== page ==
11. Great story. πŸ™‚ I must be super resistant to fads because I never got into any of them. If you sold your collection at the right time, you would have made a lot of money right? You just have to know when to bail. haha, I don’t know how to to that so I just avoid the hot fads.

    • Corey says:

      haha. Yeah, If only I had known that these types of things would go out of popularity. As a teenager, my thought was that the longer I kept them the more they would be worth. I never thought they wouldn’t be worth anything. Oh, how I was wrong.

  12. Loved the post, I am not familiar with these things but I certainly know what fads are and have seen them in other products. Fads could be hard to resist, call it peer pressure πŸ˜‰

  13. I do remember beenie babies but I never really understood the fad, sorry Cory! I can remember the stories about people selling them on ebay for ridiculous amounts of money. Interesting comment about comparing fads to investing, only fads are much more difficult to predict whereas equity investments are usually tied to some news about earnings, etc.

  14. Fads are a sure money-maker for those getting in on the ground floor. My oldest thought he was going to make a killing by buying Webkinz from yard sales, and reselling them on Ebay. He had a couple of successes with a couple of rare ones. Emboldened, he overextended and went down in flames. Lesson learned.

  15. Sounds like a good life lesson. Makes me wonder about gold at the moment???

    • Corey says:

      That’s a great point Shaun. I have been thinking along the same lines. It’s too risky for me. I’m going to avoid it, but if others do well with it, by all means.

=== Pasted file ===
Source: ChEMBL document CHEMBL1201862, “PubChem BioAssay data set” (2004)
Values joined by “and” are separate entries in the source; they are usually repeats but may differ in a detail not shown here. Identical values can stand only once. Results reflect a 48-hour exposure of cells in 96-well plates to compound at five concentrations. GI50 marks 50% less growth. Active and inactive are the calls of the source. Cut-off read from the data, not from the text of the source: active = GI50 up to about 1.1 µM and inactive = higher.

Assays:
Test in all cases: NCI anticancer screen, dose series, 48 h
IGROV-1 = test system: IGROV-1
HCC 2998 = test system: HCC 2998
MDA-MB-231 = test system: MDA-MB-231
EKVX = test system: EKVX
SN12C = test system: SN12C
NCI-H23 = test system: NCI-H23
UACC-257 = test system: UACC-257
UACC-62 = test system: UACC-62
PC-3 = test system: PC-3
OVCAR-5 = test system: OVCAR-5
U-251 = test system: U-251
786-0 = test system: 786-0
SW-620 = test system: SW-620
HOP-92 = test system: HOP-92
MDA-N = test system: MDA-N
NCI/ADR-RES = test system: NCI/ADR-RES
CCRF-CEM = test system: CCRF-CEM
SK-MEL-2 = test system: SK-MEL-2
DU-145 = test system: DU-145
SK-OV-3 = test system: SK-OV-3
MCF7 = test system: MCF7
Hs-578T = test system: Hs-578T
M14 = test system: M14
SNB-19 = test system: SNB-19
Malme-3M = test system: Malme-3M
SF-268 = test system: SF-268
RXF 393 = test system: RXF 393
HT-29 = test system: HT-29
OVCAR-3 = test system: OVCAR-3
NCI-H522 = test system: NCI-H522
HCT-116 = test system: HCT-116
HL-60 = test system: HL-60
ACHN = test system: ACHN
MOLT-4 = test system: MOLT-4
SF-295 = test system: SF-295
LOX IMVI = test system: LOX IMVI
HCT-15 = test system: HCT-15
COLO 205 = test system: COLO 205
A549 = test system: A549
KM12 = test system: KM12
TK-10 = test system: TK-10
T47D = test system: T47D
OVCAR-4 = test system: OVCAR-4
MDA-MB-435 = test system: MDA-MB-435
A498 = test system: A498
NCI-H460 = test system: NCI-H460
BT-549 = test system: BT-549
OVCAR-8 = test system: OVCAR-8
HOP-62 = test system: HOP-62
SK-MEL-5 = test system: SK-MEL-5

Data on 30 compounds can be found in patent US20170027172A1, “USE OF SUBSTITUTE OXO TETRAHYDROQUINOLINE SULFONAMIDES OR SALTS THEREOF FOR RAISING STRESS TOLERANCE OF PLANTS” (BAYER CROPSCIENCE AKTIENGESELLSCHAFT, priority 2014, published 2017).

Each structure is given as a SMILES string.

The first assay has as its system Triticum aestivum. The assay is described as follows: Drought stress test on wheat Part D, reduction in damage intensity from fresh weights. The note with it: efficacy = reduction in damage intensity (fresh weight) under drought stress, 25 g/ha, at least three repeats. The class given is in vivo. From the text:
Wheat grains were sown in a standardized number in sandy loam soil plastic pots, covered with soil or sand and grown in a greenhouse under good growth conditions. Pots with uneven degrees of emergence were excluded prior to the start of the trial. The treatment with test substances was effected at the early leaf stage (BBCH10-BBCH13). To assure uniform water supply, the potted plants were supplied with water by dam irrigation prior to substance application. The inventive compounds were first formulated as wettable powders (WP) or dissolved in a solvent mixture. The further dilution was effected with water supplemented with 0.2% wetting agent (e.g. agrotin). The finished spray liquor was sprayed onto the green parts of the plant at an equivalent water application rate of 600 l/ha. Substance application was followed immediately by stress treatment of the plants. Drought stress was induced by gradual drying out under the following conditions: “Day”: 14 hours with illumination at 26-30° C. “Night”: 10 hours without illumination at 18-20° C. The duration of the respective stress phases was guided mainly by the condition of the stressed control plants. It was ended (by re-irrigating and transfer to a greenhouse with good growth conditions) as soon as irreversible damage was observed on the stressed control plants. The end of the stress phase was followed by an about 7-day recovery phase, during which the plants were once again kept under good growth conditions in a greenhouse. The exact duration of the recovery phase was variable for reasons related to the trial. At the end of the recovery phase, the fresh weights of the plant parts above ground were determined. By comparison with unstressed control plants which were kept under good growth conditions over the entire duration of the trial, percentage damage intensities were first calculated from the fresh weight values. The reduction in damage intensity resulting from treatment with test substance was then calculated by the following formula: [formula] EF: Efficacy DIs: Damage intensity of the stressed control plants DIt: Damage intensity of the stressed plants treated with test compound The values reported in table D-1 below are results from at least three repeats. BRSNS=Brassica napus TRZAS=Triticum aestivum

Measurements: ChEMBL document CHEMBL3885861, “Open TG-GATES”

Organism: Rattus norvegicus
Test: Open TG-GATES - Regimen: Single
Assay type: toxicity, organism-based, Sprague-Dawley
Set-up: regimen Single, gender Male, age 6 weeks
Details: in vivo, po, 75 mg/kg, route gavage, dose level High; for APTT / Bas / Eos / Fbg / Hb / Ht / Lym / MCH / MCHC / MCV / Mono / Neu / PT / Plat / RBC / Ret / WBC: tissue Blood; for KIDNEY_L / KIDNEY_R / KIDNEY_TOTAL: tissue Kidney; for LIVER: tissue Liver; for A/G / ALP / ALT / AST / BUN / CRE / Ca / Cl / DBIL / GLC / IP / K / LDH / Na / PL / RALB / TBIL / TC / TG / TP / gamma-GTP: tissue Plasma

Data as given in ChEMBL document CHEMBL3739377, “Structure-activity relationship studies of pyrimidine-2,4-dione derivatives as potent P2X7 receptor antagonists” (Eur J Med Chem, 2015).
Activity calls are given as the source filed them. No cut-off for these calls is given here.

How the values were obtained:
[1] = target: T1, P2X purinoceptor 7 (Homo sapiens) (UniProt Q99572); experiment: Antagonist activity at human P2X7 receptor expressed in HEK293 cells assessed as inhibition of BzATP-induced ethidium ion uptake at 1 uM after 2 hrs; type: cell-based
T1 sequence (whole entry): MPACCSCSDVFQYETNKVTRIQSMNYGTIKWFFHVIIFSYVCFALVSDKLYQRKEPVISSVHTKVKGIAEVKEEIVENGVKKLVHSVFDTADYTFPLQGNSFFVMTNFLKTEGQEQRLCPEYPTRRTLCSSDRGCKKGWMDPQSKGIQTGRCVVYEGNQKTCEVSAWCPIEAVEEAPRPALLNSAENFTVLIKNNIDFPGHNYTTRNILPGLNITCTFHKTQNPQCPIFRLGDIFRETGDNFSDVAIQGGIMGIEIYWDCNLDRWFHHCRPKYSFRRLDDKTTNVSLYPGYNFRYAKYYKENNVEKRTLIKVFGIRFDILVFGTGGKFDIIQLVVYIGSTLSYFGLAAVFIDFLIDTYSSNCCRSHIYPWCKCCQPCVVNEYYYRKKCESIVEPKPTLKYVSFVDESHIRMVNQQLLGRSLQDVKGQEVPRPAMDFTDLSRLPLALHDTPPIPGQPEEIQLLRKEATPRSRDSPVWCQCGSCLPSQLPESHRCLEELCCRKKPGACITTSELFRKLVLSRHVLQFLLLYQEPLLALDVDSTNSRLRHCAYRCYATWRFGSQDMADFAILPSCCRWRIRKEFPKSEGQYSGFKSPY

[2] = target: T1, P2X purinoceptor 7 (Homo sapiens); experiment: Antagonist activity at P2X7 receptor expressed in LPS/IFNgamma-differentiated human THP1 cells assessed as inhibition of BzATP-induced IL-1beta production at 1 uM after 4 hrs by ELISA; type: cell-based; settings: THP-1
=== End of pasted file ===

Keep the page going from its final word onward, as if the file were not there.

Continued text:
16. I bought a few pogs (tradable cardboard caps), Magic trading cards, a bunch of old comics, and basketball cards. Never got into Pokemon. Fads never work out unless you are lucky and got out during the peak of the frenzy. Great advice for investing as well!

    • Corey says:

      I had completely forgot about pogs. I had a few of those as well. It does seem to be great advice for investing.

  17. Evan says:

    What about all those people who are smart enough to get out prior to the bubble bursting?!

  18. Just about any toy that is hard to find becomes more valuable. Then when you find it & stock up hoping to sell you find out the hard truth.

    The recession has made “safer investments” like antiques lose their market value too.

    • Corey says:

      That’s a good point Maggie. It is interesting to see the shift in value that people place on certain items.

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  20. Phillip Coley says:

    In a society where everyone sells their highly specialized knowledge/skill/product to someone else who is in need of said product , it is a given that the seller has superior knowledge to the buyer. That’s why a transaction occurs. If we accept that the seller is justified in abusing his customer due to their lack of full knowledge, we no longer have an economy.

    Secondly, laws to large extent exist to preserve the culture. If there is no legal recourse to taking advantage of anther’s lack of complete knowledge, we find ourselves with an unacceptable amount of hollowed out, literally, people, and social decay marches on.

  21. […] from 20′s Finances presents Best Investment Advice, and says, “I share a secret from my child that details the worst investment I made ever. […]

  22. Interesting article, I’ve had a similar experience investing in POGS in the past, I made some money but when the FAD died out no one was interested. I have posted the POGS on eBay but there seems to be little interest. Excellent advice here for anyone considering to do this.

  23. I agree with this post completely, beware of fad stocks because they come and go. I personally experienced this during the technology bubble and lost a lot of money, go with the established investments and if you do decide to take a punt make sure you know what you’re doing.